<ul class="list" role="presentation">
        <li><a target="_blank" href="">Apple</a></li>
        <li><a target="_blank" href="">Google</a></li>
        <li><a href="updates.html">Updates</a></li>

Creating the client customization archive

The archive of client customization files has a specific format. Create two directories: "templates" and "resources". Place all your customized template files in "templates"; custom images, css and JavaScript (or anything else referred to in your customized templates) should go in "resources".

I recommend that you use the command-line zip tool to create the actual archive. Using the Finder's Compress "foo" contextual menu will not create archives with the expected layout.

Assuming you are in the directory containing your templates and resources directories:

zip -r resources/ templates/

-r tells zip to add the resources and templates directories recursively to the archive named (without the '-r' flag, you'll get only empty directories in the archive!).

To verify the contents of an archive you've created, use

unzip -l

You'll see a listing of the archive contents. It should look similar to this:

Archive:  /Library/Managed Installs/client_resources/
  Length     Date   Time    Name
 --------    ----   ----    ----
        0  04-28-16 12:53   resources/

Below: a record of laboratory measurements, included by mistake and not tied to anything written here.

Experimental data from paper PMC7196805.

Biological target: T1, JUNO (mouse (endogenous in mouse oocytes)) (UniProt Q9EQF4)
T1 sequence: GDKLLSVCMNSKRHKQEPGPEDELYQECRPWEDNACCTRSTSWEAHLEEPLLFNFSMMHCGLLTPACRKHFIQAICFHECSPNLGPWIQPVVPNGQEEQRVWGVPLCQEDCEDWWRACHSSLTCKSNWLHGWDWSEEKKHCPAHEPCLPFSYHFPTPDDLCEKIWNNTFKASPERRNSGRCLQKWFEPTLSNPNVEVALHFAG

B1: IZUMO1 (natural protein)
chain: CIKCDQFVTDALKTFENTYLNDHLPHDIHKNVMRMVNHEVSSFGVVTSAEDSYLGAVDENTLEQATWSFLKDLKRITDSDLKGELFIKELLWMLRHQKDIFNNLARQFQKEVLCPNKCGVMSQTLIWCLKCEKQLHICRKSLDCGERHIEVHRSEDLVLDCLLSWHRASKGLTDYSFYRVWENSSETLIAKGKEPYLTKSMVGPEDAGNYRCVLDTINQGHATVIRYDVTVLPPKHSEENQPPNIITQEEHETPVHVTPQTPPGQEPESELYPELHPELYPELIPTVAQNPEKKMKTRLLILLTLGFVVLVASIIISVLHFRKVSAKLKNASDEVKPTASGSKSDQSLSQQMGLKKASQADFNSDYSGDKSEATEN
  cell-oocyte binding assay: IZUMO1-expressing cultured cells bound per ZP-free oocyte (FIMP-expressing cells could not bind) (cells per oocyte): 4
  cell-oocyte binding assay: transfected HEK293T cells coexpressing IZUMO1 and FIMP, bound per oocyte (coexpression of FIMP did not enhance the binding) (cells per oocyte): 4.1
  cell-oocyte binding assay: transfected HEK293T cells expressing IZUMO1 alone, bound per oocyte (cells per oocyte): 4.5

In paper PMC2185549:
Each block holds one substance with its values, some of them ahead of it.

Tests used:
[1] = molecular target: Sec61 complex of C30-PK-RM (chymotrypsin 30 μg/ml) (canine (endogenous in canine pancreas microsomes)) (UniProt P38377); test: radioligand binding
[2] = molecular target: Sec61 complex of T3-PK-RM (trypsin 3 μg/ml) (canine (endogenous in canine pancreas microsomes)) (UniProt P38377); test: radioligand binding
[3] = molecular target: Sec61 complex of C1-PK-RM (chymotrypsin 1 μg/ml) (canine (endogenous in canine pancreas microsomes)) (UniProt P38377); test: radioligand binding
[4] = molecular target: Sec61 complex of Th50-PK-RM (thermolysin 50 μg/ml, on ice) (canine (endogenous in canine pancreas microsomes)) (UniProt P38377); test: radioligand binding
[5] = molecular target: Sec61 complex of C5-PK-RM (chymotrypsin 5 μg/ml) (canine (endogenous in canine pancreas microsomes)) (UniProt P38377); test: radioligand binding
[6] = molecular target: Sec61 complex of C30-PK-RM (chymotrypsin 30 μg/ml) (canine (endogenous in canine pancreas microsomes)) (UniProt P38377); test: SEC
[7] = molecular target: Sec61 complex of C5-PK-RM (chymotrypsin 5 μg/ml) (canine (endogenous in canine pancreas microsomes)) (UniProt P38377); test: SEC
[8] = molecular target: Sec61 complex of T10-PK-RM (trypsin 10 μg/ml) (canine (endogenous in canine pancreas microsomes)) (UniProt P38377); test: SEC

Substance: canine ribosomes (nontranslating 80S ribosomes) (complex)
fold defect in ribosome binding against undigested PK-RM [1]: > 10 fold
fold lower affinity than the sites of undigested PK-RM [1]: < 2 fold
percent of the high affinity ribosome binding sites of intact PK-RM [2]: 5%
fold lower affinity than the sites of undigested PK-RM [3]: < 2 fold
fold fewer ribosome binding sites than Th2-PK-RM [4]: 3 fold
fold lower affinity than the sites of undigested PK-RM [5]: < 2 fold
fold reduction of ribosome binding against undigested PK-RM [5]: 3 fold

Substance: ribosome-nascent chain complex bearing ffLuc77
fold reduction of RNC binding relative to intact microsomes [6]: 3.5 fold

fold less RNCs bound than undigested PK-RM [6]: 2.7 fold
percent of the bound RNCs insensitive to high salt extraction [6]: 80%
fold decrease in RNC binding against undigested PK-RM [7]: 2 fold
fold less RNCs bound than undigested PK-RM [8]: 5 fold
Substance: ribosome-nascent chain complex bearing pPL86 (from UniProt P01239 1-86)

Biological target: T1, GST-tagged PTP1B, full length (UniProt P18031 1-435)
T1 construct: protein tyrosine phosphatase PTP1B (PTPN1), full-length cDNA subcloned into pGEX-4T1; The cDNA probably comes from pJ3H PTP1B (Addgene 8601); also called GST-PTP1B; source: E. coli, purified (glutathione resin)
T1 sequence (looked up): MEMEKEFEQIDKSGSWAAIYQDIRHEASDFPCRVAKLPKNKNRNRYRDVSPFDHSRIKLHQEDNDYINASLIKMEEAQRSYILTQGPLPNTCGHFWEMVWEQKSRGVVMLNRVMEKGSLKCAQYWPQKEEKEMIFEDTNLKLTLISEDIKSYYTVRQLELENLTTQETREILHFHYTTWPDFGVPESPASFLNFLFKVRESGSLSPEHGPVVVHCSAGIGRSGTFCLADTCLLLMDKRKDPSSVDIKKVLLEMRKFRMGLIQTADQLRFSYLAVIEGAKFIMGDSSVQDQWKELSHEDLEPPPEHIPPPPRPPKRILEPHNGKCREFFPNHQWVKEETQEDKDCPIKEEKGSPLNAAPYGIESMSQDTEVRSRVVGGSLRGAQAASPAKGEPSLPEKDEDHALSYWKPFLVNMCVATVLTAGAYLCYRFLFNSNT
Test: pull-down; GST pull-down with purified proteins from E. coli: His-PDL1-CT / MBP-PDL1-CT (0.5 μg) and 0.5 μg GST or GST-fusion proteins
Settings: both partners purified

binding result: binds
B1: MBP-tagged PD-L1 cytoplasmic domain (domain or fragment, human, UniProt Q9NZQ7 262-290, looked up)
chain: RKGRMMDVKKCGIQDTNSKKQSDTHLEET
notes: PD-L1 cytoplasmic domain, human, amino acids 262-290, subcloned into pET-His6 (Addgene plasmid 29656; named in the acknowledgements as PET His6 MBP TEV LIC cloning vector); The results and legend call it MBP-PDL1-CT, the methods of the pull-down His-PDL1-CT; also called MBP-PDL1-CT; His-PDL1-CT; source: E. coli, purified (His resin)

104982  03-10-16 13:27   resources/branding.png
   232535  09-22-14 14:29   resources/branding1.png
    61665  09-26-14 08:57   resources/branding2.png
        0  07-24-14 12:48   templates/
      281  09-22-14 15:51   templates/footer_template.html
     1580  04-28-16 13:02   templates/showcase_template.html
     1628  03-09-16 14:00   templates/sidebar_template.html

A sample archive is here:

Making client customization archives available to clients

managedsoftwareupdate as part of its update check, attempts to download client customization resources. Typically, you can make these available from your Munki repo by creating a "client_resources" directory at the top level of the repo. If you want to make these available at a different URL, you can set Munki's ClientResourceURL to an alternate base URL. (This follows the pattern of ManifestURL, CatalogURL and PackageURL as alternate base URLs.)

If Munki's ClientResourcesFilename preference is defined, this filename will be used (appending ".zip") if needed; otherwise managedsoftwareupdate will request an archive with the same name as the primary manifest (plus ".zip"), falling back to "".

Requests will be of the form "http://munki/repo/client_resources/". If no client customization resources are found, the default resources within Managed Software will be used.

Behind the scenes

Client customization resources are downloaded to Munki's data directory; typically /Library/Managed Installs, in a client_resources subdirectory, with the filename -- no matter the name of the remote file at the URL.

On launch, Managed Software checks for the existence of this file. If it exists, it's checked to see if it has the expected layout (top-level "resources" and "templates" directories), and if so, these directories are expanded into ~/Library/Caches/com.googlecode.munki.ManagedSoftwareCenter/html, which is where Managed Software finds all of its HTML/CSS/JavaScript, etc resources.

You can open these same files (the ones in ~/Library/Caches/com.googlecode.munki.ManagedSoftwareCenter/html) in Safari (and use Safari's web inspector, etc) to debug if things aren't behaving as you'd expect.